During the early stages of his tenure as general manager of the Seahawks, prior to the 2012 NFL Draft, John Schneider dugs his shoes into the ground and took a hard stance against domestic violence.
“We would never take a player that struck a female or had a domestic violence dispute like that,’’ Schneider told reporters at the time.
Only three years later, Schneider's comments would be put to the test. With the 63rd overall pick in the second round of the 2015 NFL Draft, Seattle selected defensive end Frank Clark, who had been dismissed by Michigan's football program the previous November after being arrested for allegedly striking his ex-girlfriend Diamond Hurt in the face in a hotel room in Sandusky, Ohio.
On the night of Clark's selection, Schneider was again prodded by local media on whether or not it was still team policy not to draft a player who hit a woman. Indicating the Seahawks had done their due diligence on Clark before making the pick - they reportedly did not speak with the victim or witnesses - he defended their controversial decision.
“Our organization has an in-depth understanding of Frank’s situation and background,” Schneider remarked. “We have done a ton of research on this young man. There hasn’t been one player in this draft that we spent more time analyzing and scrutinizing than Frank.”
While Clark wound up finding success on the field and has stayed out of trouble in his six-year NFL career, he wasn't the first player with domestic violence on his record that the Seahawks had signed or drafted since Schneider's initial statement in 2012. Five such players had been signed in free agency in the previous three years, including defensive tackle Tony McDaniel and cornerback Cary Williams, showing that the organization was indeed turning a blind eye to these issues.
Only making matters worse, Schneider and Seattle's front office have continued to sign troubled players with histories of violent behavior, even going as far as signing practice squad players with such checkered pasts.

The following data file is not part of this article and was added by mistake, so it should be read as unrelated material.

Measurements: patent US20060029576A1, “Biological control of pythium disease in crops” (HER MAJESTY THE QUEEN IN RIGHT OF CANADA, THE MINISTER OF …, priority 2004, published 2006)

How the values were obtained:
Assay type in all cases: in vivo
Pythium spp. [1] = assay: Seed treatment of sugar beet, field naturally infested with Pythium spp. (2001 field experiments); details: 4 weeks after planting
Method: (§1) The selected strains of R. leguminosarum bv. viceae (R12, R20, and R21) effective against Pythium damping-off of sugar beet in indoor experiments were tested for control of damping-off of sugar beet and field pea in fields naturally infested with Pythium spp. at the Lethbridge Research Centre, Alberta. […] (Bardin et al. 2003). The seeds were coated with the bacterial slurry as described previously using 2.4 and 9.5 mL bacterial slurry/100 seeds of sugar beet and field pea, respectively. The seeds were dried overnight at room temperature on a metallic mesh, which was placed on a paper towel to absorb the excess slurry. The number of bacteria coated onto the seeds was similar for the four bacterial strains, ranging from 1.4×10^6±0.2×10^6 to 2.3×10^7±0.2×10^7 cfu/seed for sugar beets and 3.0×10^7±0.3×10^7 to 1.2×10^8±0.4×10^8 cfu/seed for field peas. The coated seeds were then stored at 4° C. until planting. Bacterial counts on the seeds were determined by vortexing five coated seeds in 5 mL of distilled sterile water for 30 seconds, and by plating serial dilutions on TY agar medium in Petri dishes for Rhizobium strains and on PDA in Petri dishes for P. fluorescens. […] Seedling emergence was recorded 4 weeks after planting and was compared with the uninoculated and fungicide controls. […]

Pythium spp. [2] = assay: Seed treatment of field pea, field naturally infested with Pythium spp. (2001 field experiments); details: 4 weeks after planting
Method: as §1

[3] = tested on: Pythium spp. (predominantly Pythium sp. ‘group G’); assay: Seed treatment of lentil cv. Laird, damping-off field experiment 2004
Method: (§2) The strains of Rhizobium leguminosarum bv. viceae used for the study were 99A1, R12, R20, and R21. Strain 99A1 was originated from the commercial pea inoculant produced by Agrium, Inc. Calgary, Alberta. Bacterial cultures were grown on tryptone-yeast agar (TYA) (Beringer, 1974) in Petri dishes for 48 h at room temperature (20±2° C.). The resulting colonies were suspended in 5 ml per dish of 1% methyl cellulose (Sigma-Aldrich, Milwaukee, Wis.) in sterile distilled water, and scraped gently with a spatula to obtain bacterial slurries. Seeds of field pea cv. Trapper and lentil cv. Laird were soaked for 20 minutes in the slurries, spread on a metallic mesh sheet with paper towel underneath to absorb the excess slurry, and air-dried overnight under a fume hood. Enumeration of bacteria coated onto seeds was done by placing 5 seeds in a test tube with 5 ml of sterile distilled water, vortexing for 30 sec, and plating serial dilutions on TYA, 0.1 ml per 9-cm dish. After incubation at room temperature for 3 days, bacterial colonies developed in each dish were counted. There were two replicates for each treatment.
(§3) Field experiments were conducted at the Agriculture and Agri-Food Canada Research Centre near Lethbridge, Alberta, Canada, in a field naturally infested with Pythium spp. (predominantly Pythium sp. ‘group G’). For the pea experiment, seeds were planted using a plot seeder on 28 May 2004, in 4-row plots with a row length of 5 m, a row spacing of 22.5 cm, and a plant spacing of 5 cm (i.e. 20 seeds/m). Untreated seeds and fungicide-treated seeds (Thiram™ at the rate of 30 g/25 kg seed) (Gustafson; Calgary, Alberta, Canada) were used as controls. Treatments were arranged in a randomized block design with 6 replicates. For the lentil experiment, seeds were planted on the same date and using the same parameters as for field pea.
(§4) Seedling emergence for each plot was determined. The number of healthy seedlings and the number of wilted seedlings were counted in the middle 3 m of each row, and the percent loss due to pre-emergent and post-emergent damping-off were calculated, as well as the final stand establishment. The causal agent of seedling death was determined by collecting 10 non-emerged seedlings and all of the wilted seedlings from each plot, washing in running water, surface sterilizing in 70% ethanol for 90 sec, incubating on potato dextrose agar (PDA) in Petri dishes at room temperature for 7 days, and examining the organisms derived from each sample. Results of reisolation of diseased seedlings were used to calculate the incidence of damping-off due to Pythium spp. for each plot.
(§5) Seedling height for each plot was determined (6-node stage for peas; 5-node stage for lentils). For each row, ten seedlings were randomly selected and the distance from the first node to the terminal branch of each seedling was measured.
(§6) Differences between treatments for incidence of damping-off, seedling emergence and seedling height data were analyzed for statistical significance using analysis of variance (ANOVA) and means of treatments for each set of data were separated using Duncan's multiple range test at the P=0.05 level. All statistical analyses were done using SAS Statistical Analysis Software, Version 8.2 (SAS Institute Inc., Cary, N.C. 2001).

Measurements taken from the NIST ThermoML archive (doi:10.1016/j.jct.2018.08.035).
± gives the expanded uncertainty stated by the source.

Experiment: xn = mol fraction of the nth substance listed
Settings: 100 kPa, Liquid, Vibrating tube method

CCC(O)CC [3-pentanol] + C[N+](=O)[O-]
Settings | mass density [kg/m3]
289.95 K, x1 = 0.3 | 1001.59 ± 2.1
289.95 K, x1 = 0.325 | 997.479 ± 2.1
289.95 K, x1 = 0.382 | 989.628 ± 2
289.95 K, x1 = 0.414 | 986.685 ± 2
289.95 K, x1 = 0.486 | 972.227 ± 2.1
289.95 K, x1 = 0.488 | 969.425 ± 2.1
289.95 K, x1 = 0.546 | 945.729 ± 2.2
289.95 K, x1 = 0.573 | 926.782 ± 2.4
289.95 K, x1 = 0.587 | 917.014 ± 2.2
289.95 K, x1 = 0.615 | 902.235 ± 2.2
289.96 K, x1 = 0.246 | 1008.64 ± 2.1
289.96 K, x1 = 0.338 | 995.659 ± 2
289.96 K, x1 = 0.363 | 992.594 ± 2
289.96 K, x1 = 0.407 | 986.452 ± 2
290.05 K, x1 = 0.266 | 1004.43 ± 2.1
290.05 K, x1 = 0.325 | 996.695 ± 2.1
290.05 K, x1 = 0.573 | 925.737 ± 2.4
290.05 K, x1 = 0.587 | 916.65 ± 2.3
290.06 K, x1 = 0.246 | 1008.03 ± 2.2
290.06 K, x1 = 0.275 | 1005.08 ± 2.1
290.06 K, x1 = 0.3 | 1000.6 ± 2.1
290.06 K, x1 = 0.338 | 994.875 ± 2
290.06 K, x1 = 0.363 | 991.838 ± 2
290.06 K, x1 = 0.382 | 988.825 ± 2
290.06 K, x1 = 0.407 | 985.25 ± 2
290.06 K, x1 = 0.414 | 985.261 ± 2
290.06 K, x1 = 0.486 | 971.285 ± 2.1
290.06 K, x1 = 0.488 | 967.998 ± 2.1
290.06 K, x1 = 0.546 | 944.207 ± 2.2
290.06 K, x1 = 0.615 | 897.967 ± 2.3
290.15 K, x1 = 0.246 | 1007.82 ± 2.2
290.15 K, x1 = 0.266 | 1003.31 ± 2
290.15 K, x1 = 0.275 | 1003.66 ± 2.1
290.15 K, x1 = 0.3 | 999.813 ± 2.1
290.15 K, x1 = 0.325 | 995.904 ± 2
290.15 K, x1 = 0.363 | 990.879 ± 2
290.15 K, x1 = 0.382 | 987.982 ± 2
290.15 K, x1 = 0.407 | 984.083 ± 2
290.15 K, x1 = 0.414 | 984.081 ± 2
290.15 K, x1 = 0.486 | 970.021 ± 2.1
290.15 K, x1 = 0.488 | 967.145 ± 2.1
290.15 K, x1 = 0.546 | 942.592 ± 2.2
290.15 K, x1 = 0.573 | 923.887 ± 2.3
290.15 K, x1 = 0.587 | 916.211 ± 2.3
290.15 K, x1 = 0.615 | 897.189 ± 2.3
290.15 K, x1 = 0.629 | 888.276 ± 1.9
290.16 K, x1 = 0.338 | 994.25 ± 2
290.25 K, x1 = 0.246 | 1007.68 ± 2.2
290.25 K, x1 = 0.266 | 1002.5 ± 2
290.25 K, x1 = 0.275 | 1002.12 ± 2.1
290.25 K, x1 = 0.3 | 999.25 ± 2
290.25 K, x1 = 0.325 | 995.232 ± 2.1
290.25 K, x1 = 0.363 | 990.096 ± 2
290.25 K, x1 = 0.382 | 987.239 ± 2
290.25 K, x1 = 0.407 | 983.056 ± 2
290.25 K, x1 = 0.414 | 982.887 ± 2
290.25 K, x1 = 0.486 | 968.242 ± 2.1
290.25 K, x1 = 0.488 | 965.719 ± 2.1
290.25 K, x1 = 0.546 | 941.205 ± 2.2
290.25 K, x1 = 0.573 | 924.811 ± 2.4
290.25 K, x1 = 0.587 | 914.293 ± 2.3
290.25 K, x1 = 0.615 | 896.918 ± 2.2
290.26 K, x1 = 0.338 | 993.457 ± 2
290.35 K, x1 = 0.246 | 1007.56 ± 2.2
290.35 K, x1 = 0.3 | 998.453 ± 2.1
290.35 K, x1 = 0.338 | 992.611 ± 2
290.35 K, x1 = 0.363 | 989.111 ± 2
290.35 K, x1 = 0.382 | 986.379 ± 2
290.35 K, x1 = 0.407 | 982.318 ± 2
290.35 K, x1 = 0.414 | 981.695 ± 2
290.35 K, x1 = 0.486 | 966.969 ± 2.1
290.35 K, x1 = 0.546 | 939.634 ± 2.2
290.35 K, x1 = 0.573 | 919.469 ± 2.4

Long before he was released by the Seahawks in January after horrifying images of his badly beaten girlfriend surfaced on social media and he was charged with three felonies, Chad Wheeler was involved in multiple incidents while playing at USC. Most notably in 2015, officers detained him at an apartment in Los Angeles out of fear he would grab a weapon to use against them and sent him to a local hospital for a psychiatric evaluation.
Despite being one of the better tackles in his draft class, Wheeler went undrafted in large part due to his off-field issues and character red flags as well as a lengthy injury history. Teams were well aware of these issues and yet, Seattle signed him to the practice squad and he spent nearly two years with the organization before his heinous domestic violence crime.
Nearly three months after cleansing their hands of Wheeler, the Seahawks clearly haven't learned from that ordeal. The team agreed to terms on a one-year deal with Aldon Smith on April 15, adding a player to the mix who has been suspended multiple times by the NFL for substance abuse-related issues. He was also arrested in 2018 for allegedly biting his fiancée's wrists and fleeing the scene. He would later be arrested for violating a court order and conditions on his bail.